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“The family experience has become as important as patient care,” he says. “And keep in mind that those who have direct contact with the family are not always the doctors and nurses. The historical physician-first hierarchy is changing. Now the role of administrators and CEOs is evolving so much so that non-MDs and those with an executive doctorate are also responsible for ensuring that the patient and the patient’s family have an experience that goes above and beyond just good medical treatment.”

This approach puts everyone – from physician to administrator to CEO to doctorally trained leader – side-by-side at the table and in collaborative, problem-solving teams.

“This is good thing,” says Dr. King. “With the team approach, the focus becomes holistic toward healing and care, patient safety and family experience.”

While it’s easy to blame physicians, no matter what the cultural problem, the key is to create a healthy organizational culture characterized by:

  • Mutual collegiality
  • Shared focus on excellence and operational efficiency
  • Devotion to patient safety, care and outcomes

As a non-MD leader in your healthcare organization, it is incumbent upon you to help envision, define, develop and nurture a safe, collaborative culture.

Here Dr. King shares top DOs and DON’Ts for how non-MDs can navigate their healthcare organization’s culture.

DO look for opportunities to become part of high-performance, cross-institutional project teams, as well as find ways to grow and learn about the entire hospital, healthcare or organizational system.

DON’T be afraid to get outside of your discipline and learn from others. “So much can be learned about the hospital and the patient and your immediate role when you do this,” says Dr. King.

DO find a mentor, coach or other person outside your area. Dr. King says you’ll get a different perspective on the organization and on how to grow professionally when you seek out someone who has been around the organization longer than you, or someone who holds a higher position than yours.

DON’T pigeonhole yourself into just your service line or silo. “Doctors get to work across the continuum, of course, but so many others within healthcare do not,” says Dr. King. “Stop confining yourself to just your area of the system.”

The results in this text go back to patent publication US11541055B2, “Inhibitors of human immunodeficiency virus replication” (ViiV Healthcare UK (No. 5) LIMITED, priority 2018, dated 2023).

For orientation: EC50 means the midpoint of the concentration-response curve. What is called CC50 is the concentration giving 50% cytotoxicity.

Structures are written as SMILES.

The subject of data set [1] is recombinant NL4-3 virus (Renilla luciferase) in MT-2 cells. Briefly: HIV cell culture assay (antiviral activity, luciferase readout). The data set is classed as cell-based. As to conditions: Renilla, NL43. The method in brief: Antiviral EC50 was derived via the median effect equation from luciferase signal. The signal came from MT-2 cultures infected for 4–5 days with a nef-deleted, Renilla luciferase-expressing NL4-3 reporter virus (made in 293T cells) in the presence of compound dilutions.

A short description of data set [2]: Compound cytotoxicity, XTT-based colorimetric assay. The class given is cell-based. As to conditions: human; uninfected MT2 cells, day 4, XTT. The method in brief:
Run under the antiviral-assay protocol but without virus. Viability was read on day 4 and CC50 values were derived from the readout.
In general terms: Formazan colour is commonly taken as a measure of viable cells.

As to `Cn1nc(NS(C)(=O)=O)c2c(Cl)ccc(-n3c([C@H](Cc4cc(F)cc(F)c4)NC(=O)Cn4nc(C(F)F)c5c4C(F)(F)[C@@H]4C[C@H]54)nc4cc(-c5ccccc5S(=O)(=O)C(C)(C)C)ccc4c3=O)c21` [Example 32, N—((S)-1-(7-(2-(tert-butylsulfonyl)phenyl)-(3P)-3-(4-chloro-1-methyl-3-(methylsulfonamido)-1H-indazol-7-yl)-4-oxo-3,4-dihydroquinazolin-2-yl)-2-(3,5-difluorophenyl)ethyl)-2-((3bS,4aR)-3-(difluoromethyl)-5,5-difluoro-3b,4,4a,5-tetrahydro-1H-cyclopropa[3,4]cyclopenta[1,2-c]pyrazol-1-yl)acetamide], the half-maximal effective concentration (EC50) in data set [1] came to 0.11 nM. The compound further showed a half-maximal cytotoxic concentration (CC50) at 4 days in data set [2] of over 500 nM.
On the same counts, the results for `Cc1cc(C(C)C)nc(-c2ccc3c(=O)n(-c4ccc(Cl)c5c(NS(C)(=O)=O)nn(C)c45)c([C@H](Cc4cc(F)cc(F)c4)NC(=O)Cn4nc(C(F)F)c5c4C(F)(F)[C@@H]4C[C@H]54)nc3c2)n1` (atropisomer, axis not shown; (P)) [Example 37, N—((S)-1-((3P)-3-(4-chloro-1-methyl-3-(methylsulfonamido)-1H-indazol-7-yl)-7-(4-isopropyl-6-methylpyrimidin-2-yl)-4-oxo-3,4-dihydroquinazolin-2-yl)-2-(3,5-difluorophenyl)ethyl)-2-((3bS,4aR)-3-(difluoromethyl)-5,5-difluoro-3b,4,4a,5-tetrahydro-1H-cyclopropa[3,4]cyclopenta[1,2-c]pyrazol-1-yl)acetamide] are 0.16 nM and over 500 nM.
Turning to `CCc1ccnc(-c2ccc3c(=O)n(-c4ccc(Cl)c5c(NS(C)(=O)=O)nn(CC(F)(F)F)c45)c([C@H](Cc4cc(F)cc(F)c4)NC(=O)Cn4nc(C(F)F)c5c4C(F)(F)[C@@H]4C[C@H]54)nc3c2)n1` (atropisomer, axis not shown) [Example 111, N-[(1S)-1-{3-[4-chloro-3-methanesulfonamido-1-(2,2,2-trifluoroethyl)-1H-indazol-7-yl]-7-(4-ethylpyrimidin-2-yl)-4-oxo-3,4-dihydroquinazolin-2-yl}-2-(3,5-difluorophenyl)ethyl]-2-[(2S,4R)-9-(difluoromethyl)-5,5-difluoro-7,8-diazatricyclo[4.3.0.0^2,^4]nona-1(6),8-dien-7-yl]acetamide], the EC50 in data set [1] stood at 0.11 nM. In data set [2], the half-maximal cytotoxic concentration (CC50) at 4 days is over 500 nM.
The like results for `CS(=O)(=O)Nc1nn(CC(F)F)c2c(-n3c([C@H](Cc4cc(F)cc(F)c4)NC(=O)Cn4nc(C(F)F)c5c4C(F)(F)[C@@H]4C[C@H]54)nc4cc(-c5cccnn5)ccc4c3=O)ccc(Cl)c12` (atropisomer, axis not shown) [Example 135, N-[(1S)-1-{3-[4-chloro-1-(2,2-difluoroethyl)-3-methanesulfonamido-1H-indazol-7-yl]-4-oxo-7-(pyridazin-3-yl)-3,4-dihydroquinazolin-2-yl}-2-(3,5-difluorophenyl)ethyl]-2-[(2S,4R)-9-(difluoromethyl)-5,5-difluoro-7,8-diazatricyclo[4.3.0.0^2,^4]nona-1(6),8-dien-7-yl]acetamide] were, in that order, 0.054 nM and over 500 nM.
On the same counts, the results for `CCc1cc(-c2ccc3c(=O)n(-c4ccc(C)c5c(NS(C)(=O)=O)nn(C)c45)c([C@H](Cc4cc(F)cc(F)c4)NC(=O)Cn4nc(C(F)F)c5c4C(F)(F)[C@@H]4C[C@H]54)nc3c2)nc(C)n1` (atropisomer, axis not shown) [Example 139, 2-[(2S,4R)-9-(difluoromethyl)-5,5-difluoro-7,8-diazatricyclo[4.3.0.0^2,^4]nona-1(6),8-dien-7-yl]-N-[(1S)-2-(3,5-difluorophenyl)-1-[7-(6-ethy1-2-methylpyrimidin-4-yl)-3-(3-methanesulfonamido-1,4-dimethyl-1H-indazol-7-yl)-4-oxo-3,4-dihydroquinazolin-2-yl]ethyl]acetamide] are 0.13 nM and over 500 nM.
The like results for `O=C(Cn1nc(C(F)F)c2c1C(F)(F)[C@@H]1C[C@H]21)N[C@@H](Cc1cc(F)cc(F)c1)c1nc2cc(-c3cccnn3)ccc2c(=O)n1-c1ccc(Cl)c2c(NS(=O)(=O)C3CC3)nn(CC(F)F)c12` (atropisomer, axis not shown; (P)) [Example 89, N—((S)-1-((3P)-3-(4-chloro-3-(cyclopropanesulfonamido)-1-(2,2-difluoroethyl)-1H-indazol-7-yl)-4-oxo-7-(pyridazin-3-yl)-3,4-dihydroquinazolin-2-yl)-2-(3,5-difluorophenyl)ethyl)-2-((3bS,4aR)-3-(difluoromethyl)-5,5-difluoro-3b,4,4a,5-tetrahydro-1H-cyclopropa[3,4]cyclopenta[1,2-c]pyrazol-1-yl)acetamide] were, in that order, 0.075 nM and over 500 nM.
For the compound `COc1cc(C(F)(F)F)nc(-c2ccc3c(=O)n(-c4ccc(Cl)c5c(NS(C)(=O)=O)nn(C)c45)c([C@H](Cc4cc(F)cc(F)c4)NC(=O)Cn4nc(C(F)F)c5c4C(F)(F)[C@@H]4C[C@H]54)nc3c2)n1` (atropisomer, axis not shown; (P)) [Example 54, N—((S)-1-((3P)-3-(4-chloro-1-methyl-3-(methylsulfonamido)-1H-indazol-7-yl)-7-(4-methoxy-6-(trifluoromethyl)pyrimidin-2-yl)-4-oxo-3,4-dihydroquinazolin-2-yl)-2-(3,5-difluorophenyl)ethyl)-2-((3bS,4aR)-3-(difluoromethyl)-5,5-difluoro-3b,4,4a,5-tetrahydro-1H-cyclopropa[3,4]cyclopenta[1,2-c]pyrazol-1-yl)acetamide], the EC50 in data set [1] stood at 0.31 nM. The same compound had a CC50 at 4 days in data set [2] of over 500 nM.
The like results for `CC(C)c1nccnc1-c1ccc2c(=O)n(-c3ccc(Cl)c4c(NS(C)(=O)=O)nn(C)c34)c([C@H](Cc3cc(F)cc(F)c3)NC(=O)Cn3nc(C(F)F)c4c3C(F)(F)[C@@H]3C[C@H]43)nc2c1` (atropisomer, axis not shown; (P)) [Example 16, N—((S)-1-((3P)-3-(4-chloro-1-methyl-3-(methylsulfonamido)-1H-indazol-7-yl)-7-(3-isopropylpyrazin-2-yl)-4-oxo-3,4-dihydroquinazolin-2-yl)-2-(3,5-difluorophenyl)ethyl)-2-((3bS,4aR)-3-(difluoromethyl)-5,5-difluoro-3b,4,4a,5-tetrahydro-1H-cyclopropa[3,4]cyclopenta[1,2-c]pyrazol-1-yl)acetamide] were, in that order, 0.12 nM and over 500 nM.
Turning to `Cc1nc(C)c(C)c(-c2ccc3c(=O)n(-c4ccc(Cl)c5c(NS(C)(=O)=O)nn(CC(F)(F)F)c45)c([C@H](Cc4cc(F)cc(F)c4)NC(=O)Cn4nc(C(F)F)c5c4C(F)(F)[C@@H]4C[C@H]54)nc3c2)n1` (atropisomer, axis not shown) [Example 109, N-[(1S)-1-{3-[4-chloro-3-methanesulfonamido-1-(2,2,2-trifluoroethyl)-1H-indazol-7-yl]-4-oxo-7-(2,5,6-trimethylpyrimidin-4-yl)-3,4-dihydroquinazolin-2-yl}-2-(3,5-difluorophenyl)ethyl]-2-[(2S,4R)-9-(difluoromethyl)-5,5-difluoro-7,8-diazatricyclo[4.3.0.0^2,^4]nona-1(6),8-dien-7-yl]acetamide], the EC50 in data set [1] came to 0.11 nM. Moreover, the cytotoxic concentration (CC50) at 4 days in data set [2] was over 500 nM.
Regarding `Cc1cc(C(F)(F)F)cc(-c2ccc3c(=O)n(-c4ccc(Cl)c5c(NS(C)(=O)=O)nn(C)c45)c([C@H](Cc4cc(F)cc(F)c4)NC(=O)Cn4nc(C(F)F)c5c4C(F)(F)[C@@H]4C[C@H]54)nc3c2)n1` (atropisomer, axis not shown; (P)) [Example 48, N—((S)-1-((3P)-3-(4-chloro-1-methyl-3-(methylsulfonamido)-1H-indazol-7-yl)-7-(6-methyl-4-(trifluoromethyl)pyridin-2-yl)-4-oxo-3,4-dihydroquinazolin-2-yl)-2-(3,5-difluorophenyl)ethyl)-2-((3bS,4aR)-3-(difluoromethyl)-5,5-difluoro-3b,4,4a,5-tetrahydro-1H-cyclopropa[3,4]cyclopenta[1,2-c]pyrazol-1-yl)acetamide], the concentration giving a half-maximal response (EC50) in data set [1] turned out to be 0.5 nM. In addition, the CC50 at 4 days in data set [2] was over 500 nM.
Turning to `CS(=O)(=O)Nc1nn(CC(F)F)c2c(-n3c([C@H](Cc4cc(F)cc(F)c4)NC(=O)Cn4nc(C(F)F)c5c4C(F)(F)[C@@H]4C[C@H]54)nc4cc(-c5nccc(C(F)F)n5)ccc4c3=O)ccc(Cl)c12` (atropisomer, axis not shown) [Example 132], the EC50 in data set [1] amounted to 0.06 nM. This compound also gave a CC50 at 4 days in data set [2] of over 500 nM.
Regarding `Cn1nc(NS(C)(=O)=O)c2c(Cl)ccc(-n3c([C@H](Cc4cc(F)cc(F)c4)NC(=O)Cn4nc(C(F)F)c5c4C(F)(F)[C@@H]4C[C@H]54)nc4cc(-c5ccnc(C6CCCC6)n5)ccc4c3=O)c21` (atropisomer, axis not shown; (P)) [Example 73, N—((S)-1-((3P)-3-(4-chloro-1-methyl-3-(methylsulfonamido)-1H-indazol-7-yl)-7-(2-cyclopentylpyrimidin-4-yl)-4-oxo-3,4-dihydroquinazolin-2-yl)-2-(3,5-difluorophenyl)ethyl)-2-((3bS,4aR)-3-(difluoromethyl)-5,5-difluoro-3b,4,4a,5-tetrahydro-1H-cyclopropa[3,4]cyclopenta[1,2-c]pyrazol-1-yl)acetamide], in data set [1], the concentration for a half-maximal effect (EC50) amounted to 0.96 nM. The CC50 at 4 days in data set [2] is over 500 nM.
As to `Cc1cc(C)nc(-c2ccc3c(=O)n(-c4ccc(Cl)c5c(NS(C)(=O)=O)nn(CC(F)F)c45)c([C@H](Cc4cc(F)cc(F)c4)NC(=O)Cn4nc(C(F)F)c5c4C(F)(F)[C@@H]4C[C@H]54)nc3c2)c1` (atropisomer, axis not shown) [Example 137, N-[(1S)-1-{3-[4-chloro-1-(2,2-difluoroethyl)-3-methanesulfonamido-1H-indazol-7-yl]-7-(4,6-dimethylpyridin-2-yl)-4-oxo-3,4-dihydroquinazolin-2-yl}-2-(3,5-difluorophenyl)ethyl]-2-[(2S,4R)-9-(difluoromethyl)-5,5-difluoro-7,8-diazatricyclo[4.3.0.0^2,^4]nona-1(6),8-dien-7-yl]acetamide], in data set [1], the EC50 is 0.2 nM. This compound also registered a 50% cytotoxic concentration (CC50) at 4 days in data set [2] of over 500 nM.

DO join a professional organization and become an active participant. “Always put your sights on professional growth and look to your future,” says Dr. King. “Becoming part of a professional organization, such as the American Association of Healthcare Administrative Management, will connect you with other professionals and allow for the exchange of best practice ideas.”

DON’T forget to volunteer for work-related community activities. Dr. King says volunteering in this way demonstrates not just an interest in your own advancement, but also shows that you are a holistic person who is committed to giving back.

DO pursue advanced credentialing or a terminal degree such as an applied professional practice degree in health or healthcare administration. “Whatever your next level would be is what you should prepare for,” says Dr. King. “If you want to move higher up, you don’t necessarily need a Ph.D., but you do need to become an expert in healthcare systems operation. A doctorate of healthcare administration or DHA can prepare you to look across an organizational system and apply management theories at a practical level. An executive doctorate also can help you better understand the broader scope and dynamics of holistic care and serving a community, as well as the patient and family.”